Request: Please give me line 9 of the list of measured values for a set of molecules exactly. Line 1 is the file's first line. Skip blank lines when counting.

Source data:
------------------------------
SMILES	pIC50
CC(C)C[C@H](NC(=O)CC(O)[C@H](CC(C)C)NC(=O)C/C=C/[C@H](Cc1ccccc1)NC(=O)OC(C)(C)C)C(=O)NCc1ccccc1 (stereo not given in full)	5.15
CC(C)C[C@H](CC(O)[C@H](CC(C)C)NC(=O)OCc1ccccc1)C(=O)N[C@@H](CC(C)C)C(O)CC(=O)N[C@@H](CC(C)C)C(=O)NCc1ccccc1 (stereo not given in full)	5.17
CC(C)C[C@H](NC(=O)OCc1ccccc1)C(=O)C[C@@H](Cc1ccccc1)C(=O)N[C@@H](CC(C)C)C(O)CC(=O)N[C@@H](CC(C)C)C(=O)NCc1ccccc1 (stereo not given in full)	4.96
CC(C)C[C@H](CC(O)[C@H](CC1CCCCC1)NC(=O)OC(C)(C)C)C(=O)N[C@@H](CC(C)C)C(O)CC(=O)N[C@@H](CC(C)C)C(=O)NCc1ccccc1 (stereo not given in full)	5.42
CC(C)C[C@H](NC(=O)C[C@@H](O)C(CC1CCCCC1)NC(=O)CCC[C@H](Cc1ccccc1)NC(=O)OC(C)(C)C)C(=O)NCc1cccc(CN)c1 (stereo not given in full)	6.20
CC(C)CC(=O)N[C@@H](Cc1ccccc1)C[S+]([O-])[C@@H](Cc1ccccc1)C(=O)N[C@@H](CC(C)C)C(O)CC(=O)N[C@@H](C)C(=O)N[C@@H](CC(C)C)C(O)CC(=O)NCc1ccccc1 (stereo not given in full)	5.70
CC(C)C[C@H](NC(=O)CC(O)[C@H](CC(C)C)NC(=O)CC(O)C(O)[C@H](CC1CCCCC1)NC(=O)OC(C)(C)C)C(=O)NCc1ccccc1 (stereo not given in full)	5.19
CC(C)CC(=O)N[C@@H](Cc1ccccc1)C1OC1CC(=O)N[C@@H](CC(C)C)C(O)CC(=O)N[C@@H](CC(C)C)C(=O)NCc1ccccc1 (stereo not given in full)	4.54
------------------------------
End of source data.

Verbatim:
CC(C)CC(=O)N[C@@H](Cc1ccccc1)C1OC1CC(=O)N[C@@H](CC(C)C)C(O)CC(=O)N[C@@H](CC(C)C)C(=O)NCc1ccccc1 (stereo not given in full)	4.54